Avast Antivirus Review

Avast antivirus packs a powerful set of features in an easy-to-use package. The malware engine received a perfect score in my tests and its web security was effective in identifying websites that were phishing and able to bypass Chrome and Firefox’s default detection systems. Its performance scanner also did an excellent job of keeping its impact on the system’s performance to a minimum. Avast’s performance scanning was more effective than any other software in reducing CPU usage.

Avast also provides a range of other tools. These include a password manager as well as a VPN (exclusive to Avast One), a photo vault, as well as a data breach monitoring feature. The security toolkit is very extensive, including a sandbox to run applications in, as well as a router security scanner to check for potential vulnerabilities.

If you ever have trouble, Avast’s support website provides a complete knowledge base. Its search function makes it easy to find answers to frequently asked questions. If you’re unable to find an answer then the Avast forum is a solid source for assistance from other users.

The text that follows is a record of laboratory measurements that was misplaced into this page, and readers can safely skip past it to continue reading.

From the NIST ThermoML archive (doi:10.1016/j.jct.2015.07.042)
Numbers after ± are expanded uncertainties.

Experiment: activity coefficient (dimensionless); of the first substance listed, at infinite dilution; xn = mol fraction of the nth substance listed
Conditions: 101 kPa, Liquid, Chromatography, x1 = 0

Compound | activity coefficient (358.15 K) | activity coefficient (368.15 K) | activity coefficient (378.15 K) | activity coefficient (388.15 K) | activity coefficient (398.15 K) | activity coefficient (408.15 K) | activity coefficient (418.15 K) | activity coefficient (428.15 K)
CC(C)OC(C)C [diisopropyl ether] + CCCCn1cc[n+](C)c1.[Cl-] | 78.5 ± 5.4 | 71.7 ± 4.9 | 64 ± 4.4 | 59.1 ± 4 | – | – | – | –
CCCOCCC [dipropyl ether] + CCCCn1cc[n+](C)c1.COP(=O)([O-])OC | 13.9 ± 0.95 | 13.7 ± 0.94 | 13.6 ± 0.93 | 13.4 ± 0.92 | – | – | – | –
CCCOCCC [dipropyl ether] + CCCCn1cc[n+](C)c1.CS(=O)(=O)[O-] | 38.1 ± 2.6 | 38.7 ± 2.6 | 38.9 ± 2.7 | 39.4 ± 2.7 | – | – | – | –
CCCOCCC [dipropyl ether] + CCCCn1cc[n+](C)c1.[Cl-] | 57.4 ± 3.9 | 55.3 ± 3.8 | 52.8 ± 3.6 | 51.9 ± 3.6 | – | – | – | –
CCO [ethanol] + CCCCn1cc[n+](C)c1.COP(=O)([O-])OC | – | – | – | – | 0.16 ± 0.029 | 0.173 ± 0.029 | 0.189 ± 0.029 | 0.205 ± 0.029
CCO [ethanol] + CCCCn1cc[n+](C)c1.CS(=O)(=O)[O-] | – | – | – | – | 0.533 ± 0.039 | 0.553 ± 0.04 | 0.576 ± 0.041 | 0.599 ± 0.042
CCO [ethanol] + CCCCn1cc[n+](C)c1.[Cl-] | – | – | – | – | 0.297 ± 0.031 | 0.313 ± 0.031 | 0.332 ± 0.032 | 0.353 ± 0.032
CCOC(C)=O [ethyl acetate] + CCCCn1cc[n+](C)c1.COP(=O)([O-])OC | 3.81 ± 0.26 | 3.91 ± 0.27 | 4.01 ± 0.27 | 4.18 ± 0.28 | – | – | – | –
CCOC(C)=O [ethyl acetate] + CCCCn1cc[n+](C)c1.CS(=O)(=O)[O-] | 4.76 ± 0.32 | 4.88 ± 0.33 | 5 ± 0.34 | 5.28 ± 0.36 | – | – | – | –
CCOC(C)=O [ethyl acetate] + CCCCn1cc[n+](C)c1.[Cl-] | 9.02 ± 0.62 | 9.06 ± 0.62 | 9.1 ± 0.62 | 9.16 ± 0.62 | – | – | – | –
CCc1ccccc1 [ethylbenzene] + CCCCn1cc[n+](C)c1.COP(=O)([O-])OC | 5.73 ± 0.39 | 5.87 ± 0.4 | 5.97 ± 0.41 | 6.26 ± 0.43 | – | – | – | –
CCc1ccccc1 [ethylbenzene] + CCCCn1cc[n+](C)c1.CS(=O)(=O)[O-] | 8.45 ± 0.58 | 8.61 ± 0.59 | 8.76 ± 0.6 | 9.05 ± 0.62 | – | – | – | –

Avast may claim that they no longer sells data about its users, however the past of this practice is present in a lot of people’s minds. In January of 2020, PCMag and Motherboard revealed that Avast sold the location and other information of its users to third party companies via its Jumpshot subsidiary. Avast has stopped this practice, and now asks for users to opt-in when installing its desktop antivirus www.alvieprimaryschool.org.uk/looking-for-a-vacation-rental-vrbo-is-your-go-to-place/ software. Its privacy policy states that the data of consumers is “stripped and removed from identification” before being shared with third parties.

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